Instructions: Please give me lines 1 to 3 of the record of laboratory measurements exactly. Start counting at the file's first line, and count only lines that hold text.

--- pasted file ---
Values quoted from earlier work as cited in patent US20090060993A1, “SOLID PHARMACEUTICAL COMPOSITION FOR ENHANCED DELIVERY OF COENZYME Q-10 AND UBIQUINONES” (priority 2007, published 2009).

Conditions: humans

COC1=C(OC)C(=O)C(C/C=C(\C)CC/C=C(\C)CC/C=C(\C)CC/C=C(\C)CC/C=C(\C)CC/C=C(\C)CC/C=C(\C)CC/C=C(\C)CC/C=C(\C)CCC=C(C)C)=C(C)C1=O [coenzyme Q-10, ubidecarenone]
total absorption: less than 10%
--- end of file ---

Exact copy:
Values quoted from earlier work as cited in patent US20090060993A1, “SOLID PHARMACEUTICAL COMPOSITION FOR ENHANCED DELIVERY OF COENZYME Q-10 AND UBIQUINONES” (priority 2007, published 2009).

Conditions: humans

COC1=C(OC)C(=O)C(C/C=C(\C)CC/C=C(\C)CC/C=C(\C)CC/C=C(\C)CC/C=C(\C)CC/C=C(\C)CC/C=C(\C)CC/C=C(\C)CC/C=C(\C)CCC=C(C)C)=C(C)C1=O [coenzyme Q-10, ubidecarenone]